Theyyams – Athena Kashyap

A ritual form of worship in Kerala where gods and goddesses enter the earthly realm by possessing the body of a dancer.
Temple courtyard, Kerala

Aniyara: the changing room

Still as chameleons changing
colors, they await
their transformation from just
one more painter in the city
nine months of the year,
to goddesses in their village shrine.
Their faces, milky-red, inscribed
with yantric cosmologies,
make them one
with the stars, enormous
eyes plummeting them
to depths where consciousness
sleeps and wakes.
A mountain, vast as Meru,
sit atop of their heads,
the ocean, where gods
churned Amrit, swirl
around their waists.

Tonight, on the border,
where farm greets forest,
the land glistens,
an ocean burning light.
Tonight, a thousand injustices
festering, bring brahmins
and dalits alike,
to this dalit shrine.
Farmers with broken faces,
empty wells with water stolen
reappearing in locked city taps,
money lenders, sweet vendors,
home-makers and mothers,
bored children in tow,
the odd tourist with camera
come with his city guide
translating, reinterpreting
village customs in a Western light—
all come to behold
the goddesses—
Makkam and Puliyor Kali
inhabit the earthly bodies
of theyyam dancers,
come for blessings,
await judgements
for good deeds and bad,
for the goddesses to
illuminate them
with their shimmering
beauty, dark fury.

Ready at last, the dancer
dressed as Makkam
looks in the mirror—
window opening to the sky.
At that very instant, the goddess
stops by in the sky, sees
her face in the mirror:
fanged mouth to devour
constellations, enormous eyes
that see beyond seeing.
A flash—faces blur, dissolve.
In the blink of a sky’s eye,
the world turns over
as Makkam slips through
the doorway of the dancer’s eyes,
electrifies his inert body
into cosmic motion.


good and evil flaring from
her slanted stare,
Makkam hisses and spits
one mountain step at a time—
to the thunder of the chendu
lightening of veeni.
Singers tell her story:
when the mighty Makkam
was a mere mortal woman
falsely accused of adultery
beheaded, along with her children
heads bobbing
in a dark, deep well
streaked with red—
like the red ribbons that once tied
her oil-glistening plaits.

Tonight, she dances—
a flickering flame lapping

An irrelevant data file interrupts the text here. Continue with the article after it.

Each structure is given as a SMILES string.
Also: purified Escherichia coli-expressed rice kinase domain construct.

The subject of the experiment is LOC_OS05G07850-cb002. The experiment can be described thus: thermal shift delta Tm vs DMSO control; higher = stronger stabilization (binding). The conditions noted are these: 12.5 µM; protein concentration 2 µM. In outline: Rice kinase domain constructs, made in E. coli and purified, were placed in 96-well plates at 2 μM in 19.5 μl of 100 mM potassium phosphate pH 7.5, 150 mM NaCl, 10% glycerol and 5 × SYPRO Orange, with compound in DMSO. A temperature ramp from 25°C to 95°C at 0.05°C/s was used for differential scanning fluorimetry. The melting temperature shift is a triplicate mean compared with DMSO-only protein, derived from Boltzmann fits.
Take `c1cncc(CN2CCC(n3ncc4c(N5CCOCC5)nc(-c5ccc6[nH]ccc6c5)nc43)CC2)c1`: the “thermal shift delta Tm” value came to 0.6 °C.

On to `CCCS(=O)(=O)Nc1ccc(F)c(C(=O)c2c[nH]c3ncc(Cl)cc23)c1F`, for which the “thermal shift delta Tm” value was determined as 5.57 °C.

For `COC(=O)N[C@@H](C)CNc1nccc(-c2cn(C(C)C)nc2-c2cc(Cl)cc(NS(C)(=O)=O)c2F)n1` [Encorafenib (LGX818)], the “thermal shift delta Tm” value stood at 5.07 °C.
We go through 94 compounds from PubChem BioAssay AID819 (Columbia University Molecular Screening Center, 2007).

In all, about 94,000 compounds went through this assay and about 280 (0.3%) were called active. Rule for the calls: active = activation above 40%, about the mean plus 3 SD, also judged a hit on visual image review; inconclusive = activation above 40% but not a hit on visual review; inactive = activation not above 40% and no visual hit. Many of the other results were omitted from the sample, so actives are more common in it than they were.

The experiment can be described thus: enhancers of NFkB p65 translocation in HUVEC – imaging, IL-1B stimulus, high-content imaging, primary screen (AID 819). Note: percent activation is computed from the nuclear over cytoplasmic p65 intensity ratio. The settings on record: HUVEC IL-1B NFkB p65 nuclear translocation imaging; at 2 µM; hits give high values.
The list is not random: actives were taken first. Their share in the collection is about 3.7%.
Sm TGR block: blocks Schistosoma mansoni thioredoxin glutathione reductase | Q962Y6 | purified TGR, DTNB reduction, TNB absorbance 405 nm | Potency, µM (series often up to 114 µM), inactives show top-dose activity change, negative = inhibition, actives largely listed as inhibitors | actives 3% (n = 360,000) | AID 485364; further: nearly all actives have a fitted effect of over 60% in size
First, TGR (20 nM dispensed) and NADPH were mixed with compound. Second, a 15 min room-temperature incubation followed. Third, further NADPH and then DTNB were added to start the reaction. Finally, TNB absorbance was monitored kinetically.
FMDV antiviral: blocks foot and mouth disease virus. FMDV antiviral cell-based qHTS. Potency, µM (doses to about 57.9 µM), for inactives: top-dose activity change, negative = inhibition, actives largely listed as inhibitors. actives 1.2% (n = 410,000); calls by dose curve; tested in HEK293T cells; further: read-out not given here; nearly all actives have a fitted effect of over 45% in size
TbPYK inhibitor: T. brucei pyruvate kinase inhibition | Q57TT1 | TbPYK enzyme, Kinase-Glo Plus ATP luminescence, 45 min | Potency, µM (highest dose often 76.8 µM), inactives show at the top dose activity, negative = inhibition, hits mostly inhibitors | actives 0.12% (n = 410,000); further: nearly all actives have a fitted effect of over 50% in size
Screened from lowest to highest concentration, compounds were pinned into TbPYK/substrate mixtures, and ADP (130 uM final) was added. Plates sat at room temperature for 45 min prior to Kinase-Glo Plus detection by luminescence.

the edges of the world.
She unfurls her fury—
skirt of fire
universe expanding
in her burning third eye
as she admonishes:

You—murderers of female fetuses
You—rapists in light and dark
In homes, on the streets, on rumbling buses
You—demanders of dowry with advanced degrees,
bespoke suits
You—voyeurs looking on in silence.
Take heed! I am all
women, and all women are
Makkam. I see you all
with daggers in my eyes.
Open your eyes—
See the darkness inside you.
I am coming for you!

Goddess Puliyoor Kali, the tiger goddess

Waiting in the wings,
a second dancer looks
into his mirror just as Makkam
takes her leave. Within seconds,
the goddess Puliyoor Kali
steps inside his eyes.
Her fire spreads across
his body as she leaps
into the courtyard.

Gamboling with the goddess’
giant steps, burning stripes,
a thousand smiles of gold
and lightning, suns track
dervish circles
around her head.
She purrs, snarls, growls
and with a deep, throaty roar
demands to know:

Where have all
the brave hearts gone?
When I along with
my four tiger brothers,
broke into a cattle shed,
Karanidhiri Kannan,
heroic human soul,
fought them and died
protecting his friend’s cows.
Today, our mother cries
mountain peaks of tears
for lost forests and groves—
for Akli, its pale yellow flowers
for Aini, hardy sustainers of boats.
Arayal, sacred heart-leaves fluttering
Peral, sprawling tree city
with branches for walls—
but no one listens.
Elephant, leopard, crocodile, tiger—
reduced to bags and shoes.
Only the oceans that dance
around my waist are full—
brimming plastic,oil and tears.

Swirling cartwheels of fire,
Puliyor Kali’s roar reverberates
through the forest.
Inside the cochlea of a shell,
sea meets shore. Yet,
non-believers still ignore
her dying roar.


Spent, the dancers crawl out
of their mountain dresses.
They remember nothing
of the dances, the goddesses
that spoke just a few minutes ago
through their mouths and bodies.
The crowds are already
starting to disperse.
Children nag to go
back to their televisions,
the tourist comes by
for a few final shots.
He thrusts a few rupees
into their hands. They take it,
ask for more.

Soon, the dancers must return
back to the city to repay
accumulated village debts,
back to scraping filth
from crumbling walls,
their own skin that can never
come clean. Already,
they long to return
to their village, return
their bodies back to the gods,
for them to make manifest
the world’s untold grievances
inscribed over centuries
with their bodies–
the goddesses pen—Ishika
rhythms, dynamic motion
burning, swirling
the cosmic script.

Athena Kashyap
Athena Kashyap is the author of Crossing Black Waters (SFA Press, 2012) and Sita’s Choice (SFA Press, 2019), both collections of linked poems exploring borders and women’s issues in India respectively. She was born in India, but currently makes her home in San Francisco, where she teaches English at City College of San Francisco.

Theyyam Artist
Aji Jayachandran

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